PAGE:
Wednesday 16 October 2019

GPs should be singing the praises of joining a choir to help lift the spirits of the lonely

Dr Julene Johnson, of the Institute for Health & Aging at University of California, San Francisco (UCSF), spent six months in Jyväskylä, Finland, as a Fulbright Scholar studying the relationship between community choirs and well-being of older adults in a country that supports lifelong involvement in music.
Dr Julene Johnson, of the Institute for Health & Aging at University of California, San Francisco (UCSF), spent six months in Jyväskylä, Finland, as a Fulbright Scholar studying the relationship between community choirs and well-being of older adults in a country that supports lifelong involvement in music.
Sinead Moriarty

Sinead Moriarty

GPs are being urged to encourage widows and divorcees to take up singing in choirs. The mental and physical benefits from singing in harmony make it an uplifting experience for anyone suffering from loneliness or unhappiness.

Until about five years ago I didn't know anyone who was in a choir. Now, every second person I know has joined one. Each and every one of them loves it and wouldn't miss practice for the world.

So, when my mother joined a choir recently I was delighted and hoped it would help lift her spirits. My father died 18 months ago and it hasn't been easy for her.

When I called her after her first choir practice she was on a high.

That night was the first time she had slept through since dad died.

She came home, went to bed and woke up with the birds singing.

"It must have some kind of therapeutic powers," she said.

It seems she was absolutely right and research supports her theory. A Swedish study - 'The Body's Musical Score' - found that singing in a choir had a calming effect on participants' heart rate.

"Singing regulates activity in the so-called vagus nerve, which is involved in our emotional life and our communication with others," musicologist Bjorn Vickhoff, who led the study, said.

"Songs with long phrases achieve the same effect as breathing exercises in yoga. In other words, through song, we can exercise a certain control over mental states."

Singing has also been found to boost the immune system and help singers stay mentally alert as they have to learn lyrics and memorise tunes.

Over half of participants in choirs in Ireland are aged over 50 and many of them are widowed, separated or just lonely.

A large majority of them have noted that being in a choir has improved their confidence and their emotional well-being. Meeting new people and making new friends helps ward off feelings of isolation.

Dr Julene Johnson, of the Institute for Health & Aging at University of California, San Francisco (UCSF), spent six months in Jyväskylä, Finland, as a Fulbright Scholar studying the relationship between community choirs and well-being of older adults in a country that supports lifelong involvement in music.

"During my stay, I was surprised to see how many community choirs there are in Finland, and that many people embrace choral singing as a lifelong hobby. My research in Finland confirmed that singing in a choir is one important factor for keeping older Finns healthy," she said.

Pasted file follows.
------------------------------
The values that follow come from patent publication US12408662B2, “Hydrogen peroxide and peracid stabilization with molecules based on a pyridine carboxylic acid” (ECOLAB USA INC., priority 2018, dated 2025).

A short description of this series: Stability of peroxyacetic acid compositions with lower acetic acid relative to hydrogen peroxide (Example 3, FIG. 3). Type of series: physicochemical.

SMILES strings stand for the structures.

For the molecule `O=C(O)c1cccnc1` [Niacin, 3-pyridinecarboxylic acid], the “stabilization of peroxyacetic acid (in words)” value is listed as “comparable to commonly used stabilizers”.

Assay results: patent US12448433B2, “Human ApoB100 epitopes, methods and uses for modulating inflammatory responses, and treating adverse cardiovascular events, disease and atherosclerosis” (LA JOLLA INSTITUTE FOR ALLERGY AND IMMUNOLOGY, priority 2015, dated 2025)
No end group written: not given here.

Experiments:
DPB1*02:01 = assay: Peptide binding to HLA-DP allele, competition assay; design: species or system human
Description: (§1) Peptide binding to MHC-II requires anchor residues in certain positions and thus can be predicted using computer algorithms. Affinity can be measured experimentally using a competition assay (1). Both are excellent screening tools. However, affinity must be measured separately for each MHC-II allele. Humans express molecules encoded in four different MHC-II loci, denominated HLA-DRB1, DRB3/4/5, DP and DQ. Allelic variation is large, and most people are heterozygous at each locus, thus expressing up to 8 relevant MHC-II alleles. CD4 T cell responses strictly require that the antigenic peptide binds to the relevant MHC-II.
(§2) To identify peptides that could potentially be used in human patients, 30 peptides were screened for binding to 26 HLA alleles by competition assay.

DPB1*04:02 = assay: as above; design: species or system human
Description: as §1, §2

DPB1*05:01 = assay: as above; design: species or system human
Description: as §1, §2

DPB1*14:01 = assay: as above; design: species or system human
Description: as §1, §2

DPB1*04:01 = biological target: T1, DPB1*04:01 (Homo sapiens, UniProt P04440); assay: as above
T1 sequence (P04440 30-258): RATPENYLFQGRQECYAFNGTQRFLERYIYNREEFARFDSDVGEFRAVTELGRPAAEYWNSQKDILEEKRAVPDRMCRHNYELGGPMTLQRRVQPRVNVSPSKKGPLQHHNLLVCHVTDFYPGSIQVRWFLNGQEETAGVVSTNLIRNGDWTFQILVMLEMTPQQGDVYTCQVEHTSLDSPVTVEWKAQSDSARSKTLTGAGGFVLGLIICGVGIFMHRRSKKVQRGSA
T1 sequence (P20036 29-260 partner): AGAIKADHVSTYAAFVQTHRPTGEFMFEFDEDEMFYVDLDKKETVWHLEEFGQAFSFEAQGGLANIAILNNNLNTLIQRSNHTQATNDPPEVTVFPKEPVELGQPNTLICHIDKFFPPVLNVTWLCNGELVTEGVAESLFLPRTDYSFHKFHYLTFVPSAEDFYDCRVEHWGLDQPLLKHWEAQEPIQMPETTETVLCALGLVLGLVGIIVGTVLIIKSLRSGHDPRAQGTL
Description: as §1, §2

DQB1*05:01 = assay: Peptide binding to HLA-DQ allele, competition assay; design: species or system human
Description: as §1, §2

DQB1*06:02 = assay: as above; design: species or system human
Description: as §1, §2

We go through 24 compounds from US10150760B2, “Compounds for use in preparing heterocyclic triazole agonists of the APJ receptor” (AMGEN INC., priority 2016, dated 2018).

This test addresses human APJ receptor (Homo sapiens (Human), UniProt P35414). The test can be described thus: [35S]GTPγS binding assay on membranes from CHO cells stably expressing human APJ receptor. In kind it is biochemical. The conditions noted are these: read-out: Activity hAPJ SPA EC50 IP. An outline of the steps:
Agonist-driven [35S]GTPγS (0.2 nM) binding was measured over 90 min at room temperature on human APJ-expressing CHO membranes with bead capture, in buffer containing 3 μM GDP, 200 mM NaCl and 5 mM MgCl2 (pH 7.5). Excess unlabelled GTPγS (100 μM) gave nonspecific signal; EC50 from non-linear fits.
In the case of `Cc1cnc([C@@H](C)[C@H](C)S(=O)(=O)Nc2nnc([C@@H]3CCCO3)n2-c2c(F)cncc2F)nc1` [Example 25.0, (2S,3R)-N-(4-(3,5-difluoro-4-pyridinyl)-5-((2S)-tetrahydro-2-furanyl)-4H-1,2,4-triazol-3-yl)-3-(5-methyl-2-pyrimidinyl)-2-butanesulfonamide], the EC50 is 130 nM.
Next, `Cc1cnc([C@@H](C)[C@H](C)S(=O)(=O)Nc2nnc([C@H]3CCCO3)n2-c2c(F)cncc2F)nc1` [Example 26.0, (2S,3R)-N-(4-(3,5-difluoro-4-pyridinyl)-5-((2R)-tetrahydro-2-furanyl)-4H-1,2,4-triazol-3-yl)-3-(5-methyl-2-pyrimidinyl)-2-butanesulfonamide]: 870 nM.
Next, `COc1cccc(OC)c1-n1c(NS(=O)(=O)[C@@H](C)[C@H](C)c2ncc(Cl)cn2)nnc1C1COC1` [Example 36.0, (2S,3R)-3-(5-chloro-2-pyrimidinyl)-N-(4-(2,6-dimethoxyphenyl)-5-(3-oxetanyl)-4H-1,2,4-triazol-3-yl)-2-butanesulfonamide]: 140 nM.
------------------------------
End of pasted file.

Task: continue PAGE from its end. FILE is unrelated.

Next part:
A British research team led by University of Bath psychologist Nick Stewart carried out a study featuring 125 choral singers, 125 solo singers, and 125 team sport athletes.

The first finding was that choral singers and team sports players "reported significantly higher levels of well-being than solo singers."

Second, they found choral singers experienced a greater sense of being part of a meaningful, or 'real' group, than team sport players.

The 2011 Census indicated that there are now 392,000 one-person households in Ireland. That is a lot of people in need of company and a social outlet.

Social isolation increases the risk of dementia, while more active lifestyles have been shown to protect against a host of diseases and the advance of frailty.

It's not just choirs that GPs should be recommending either. For those who don't like singing, they can choose dancing and swimming clubs or even volunteering and helping children with reading in schools.

All of these activities have been singled out as hobbies which could prevent isolation.

The chief executive of the Association of Irish Choirs, Dermot O'Callaghan, said older members often comment that their self-esteem increases and their emotional and physical well-being is enhanced when they are involved in choral activity.

"Singing is good for mental, emotional and physical health," he said.

"Some of the obvious direct results of singing are elevated mood, improved memory and increased concentration.

"Stress and anxiety have also been proven to be significantly reduced after singing."

The Voices of Limerick beautifully sums up the benefits of joining its choir: "Make friends with 70 other singers instantly and enjoy the camaraderie. Keep your brain active. Learn to sing beautiful music choruses and songs. Enjoy a carefree evening in pleasant company."

If one night of singing in a choir can allow my widowed mother her first full night's sleep in 18 months, then as far as I'm concerned, it's miraculous.

If you are looking for a New Year's resolution, my suggestion is to start singing!

Irish Independent

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